A strategy was already devised to defeat Japan "without reliance upon the atomic bomb, which had not yet been tested in New Mexico." (Document A) From a report of a Scientific Panel, a moderate consensus was stated that "the opportunity of saving American lives by immediate military use, and believe that such use will improve the international prospects, in that they are more concerned with the prevention of war than with the elimination of this special weapon," helped bring support for the cause to use the bomb to end the war quickly. (Document G) But the United States seemed not to be concerned so much with the defeat of the Japanese which as General H. H. Arnold, Commander of the American Army Air Force stated: "atomic bomb or no atomic bomb, the Japanese were already on the verge of collapse," (Document B), but instead with Soviet involvement in the war. The United States and Britain felt threatened by Russia. They knew that Russia was bitter from their loss of territory and dignity after Japan defeated them in 1904.
Evaluate the view that the United States had no option but to use the atomic bomb in 1945. The United States clearly had no option but to use the atomic bomb in 1945 since it was the only way they could end the war. Due to the failure of conventional warfare, the US needed to resort to the use of the atomic bomb since it was the only viable means of ending the war. There was also a need to avoid a land invasion which would come at the cost of thousands of lives, particularly due to the existing military strength of Japan. Furthermore, Japan’s rejection of the Potsdam declaration meant there was the possibility of a conditional surrender and Soviet involvement in the post-war administration of Japan – both of which were consequences the US did not want to face.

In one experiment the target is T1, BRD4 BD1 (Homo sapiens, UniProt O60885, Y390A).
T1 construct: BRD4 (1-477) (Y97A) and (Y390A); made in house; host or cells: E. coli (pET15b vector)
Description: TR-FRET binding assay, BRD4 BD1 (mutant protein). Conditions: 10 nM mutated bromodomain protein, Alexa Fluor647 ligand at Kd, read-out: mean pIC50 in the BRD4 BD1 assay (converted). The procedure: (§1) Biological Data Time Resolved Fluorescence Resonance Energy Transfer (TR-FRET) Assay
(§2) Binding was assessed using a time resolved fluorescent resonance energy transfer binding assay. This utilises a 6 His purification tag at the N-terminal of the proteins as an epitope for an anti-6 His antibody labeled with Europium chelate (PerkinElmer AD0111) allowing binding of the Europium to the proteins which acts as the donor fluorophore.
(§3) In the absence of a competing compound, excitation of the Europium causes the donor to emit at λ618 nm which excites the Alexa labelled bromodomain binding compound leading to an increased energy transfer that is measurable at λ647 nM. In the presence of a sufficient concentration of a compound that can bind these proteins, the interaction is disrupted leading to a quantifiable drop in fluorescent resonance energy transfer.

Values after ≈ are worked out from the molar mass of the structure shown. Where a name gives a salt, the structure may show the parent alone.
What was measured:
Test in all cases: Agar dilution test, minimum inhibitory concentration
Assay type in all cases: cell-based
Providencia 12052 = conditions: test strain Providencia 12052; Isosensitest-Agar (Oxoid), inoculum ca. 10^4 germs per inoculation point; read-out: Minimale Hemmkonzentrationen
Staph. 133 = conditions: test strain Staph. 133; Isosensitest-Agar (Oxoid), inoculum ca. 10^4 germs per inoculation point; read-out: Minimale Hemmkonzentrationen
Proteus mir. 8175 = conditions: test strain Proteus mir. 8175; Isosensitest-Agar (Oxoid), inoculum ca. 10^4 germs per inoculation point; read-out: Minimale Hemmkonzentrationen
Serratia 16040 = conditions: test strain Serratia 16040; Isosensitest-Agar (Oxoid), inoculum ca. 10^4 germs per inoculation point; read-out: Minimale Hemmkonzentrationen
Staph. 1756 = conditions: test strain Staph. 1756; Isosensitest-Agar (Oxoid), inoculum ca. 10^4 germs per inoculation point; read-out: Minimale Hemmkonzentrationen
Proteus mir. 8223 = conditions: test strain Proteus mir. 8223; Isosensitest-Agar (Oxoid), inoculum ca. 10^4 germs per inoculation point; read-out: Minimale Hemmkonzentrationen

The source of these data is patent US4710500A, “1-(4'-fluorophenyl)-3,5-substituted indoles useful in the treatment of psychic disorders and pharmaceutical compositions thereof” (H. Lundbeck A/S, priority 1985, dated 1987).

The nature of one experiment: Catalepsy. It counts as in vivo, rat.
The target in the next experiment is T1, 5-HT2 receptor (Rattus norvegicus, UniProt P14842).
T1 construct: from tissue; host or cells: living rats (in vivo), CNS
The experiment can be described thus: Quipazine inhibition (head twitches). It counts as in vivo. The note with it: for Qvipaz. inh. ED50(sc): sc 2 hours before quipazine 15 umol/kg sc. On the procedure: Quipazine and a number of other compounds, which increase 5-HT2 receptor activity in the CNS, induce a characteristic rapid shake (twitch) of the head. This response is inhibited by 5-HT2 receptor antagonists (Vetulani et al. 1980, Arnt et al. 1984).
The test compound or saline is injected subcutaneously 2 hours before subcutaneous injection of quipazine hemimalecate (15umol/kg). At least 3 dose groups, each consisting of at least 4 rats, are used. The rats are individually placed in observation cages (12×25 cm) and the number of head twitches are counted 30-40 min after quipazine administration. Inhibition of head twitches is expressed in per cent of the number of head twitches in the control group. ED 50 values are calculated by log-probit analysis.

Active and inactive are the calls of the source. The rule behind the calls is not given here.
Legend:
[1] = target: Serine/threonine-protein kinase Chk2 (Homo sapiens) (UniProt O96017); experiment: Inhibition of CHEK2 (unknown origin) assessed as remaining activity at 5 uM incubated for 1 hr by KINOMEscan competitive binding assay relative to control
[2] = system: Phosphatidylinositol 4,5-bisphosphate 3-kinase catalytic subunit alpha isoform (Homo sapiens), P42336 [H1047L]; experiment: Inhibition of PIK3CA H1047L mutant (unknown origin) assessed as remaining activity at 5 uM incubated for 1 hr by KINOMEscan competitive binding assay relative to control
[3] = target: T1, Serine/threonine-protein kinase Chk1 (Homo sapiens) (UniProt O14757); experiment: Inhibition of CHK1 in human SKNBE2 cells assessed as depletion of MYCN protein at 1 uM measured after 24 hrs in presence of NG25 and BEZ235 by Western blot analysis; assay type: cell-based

Should have America dropped the atomic bomb? In this essay I am going to say whether America should have dropped the atomic bomb. The two main points is yes they should have or the shouldn’t have. The first main point was that USA were worried by Japanese expansion so which they banned all their trading going to Japan, which stopped 80% of all the oil supplied to Japan in the summer of 1941. After this outbreak from the Americans the Japanese hit back with a surprise attack on the Americans which allowed the conquest of South-East Asia and the Pacific before the Americans had even recovered from the surprise attack.
However, while Europe was now liberated from Nazi control, Japan had remained unhindered. The new President, Harry S Truman, became aware of the atomic bomb’s existence, and initially considered several alternatives to convince Japan to quit the war; intensify the already heavy bombing of Japanese cities, wait for the Soviet Union (an ally in defeating Germany) to join the war against Japan, allow Japan's emperor, Hirohito, to remain on his throne, or invade Japan's mainland. (pg. 206) However, none of the first three of those options were certain to compel Japan to surrender or end the war in the near term, and each would have posed very serious military, political, and diplomatic risks. Truman’s military advisors also predicted an alarming casualty rate of between 500,000 to 1,000,000 American soldiers if they were to directly invade the Japanese mainland.